On the issue of abortion, he filed a brief for the American Psychological Association in Planned Parenthood v. Casey (1992), arguing that "abortion rarely causes ... psychological or emotional problems" and that a post-abortive woman is "more likely to experience feelings of relief and happiness." He urged the court to strike down 24-hour waiting periods and spousal notification laws as unconstitutional. Several years earlier, he represented APA in urging the striking down of a parental-consent law.

On the issue of homosexuality, he represented several organizations in the late 1980s in arguing against the Army's exclusion of homosexuals in the military. He also represented the American Psychological Association earlier this decade in urging the U.S. Supreme Court to overturn anti-sodomy laws, writing that homosexuality is a "normal form of human sexuality." The Alliance Defense Fund says Ogden supports the use of "strict scrutiny" for equal-protection challenges brought by homosexual couples -- a legal doctrine that most courts have rejected.

"He has asserted that 'gay men and lesbians constitute a discrete and insular minority deserving strict equal protection scrutiny," ADF says. "... The only judicial opinion adopting that approach -- the California Supreme Court's decision ... has been resoundingly rejected by the people of California...."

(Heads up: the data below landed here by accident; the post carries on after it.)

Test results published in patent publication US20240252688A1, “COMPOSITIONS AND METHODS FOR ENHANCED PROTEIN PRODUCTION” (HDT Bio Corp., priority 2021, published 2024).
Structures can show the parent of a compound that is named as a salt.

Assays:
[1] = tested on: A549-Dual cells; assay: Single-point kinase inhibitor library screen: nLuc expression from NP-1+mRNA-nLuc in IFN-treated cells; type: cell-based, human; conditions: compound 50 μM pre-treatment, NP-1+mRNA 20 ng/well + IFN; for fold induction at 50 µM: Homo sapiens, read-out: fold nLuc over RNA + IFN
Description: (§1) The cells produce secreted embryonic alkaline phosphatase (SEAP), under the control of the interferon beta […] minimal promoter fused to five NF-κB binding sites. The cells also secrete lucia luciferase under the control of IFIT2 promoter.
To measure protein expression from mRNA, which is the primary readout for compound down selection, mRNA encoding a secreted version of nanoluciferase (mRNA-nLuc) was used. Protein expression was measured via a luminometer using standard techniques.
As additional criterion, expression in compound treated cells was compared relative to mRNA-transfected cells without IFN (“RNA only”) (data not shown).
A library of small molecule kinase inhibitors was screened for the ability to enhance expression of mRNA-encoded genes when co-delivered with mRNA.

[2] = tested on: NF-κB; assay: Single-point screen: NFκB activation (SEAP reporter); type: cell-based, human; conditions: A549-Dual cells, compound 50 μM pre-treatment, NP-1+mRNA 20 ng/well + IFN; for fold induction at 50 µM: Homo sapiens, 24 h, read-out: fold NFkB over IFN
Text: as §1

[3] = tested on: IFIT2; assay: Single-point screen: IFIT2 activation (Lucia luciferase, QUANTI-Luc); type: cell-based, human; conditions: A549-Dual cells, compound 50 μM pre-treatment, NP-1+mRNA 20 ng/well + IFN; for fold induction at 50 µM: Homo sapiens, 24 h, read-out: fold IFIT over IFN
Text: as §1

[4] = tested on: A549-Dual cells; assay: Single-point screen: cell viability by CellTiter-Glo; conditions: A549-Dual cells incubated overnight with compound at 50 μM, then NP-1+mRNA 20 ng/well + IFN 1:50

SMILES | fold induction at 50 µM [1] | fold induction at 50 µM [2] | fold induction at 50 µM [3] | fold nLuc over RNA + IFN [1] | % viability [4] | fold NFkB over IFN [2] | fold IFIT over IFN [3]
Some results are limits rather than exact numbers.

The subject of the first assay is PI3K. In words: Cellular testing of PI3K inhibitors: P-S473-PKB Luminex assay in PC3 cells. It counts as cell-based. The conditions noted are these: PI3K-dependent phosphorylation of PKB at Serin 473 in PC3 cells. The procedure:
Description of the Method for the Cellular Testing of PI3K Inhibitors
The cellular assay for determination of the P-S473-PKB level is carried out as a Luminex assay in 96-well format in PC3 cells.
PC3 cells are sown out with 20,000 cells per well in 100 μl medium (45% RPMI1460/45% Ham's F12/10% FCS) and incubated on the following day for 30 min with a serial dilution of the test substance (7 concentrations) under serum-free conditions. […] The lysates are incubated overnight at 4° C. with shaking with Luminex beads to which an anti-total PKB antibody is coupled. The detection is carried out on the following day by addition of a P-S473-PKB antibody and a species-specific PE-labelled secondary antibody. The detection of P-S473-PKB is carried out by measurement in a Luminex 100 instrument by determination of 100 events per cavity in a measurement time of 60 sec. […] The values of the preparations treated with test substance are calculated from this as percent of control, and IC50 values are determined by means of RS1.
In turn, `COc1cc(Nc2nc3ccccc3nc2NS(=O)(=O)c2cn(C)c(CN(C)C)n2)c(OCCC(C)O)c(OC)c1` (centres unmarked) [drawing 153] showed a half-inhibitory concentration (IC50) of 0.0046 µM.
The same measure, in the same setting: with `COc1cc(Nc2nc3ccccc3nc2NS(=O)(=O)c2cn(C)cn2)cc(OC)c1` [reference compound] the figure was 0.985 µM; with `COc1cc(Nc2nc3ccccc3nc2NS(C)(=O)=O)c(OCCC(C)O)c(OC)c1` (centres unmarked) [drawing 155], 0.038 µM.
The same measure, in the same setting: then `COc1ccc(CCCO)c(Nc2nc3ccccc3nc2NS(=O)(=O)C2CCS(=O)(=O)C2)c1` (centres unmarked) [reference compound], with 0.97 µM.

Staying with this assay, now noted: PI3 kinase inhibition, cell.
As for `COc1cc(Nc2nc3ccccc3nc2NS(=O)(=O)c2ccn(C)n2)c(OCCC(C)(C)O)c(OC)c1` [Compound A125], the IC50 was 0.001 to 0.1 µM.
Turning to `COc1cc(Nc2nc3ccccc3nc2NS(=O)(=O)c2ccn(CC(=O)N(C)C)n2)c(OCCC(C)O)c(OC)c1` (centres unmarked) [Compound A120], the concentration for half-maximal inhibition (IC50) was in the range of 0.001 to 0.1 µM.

Sen. Tom Coburn, a Republican from Oklahoma and a member of the Judiciary Committee, asked Ogden in written questions whether he personally believed there was a federal constitutional right to "same-sex marriage." Ogden, though, didn't budge.

"I have not studied this issue and therefore have not developed a personal view as to whether there is a constitutional right to same-sex marriage," Ogden wrote in reply.

Coburn also asked Ogden whether the nominee -- in light of his past legal positions -- would be able to defend the federal Defense of Marriage Act effectively in any theoretical court case. DOMA prevents the federal government from recognizing "gay marriage" and gives states the option of doing the same.

"As a general matter," Ogden wrote, "it is appropriate for the Department of Justice to enforce any law for which a reasonable argument can be made that it is constitutional. Under that standard, I would expect to be able to enforce DOMA."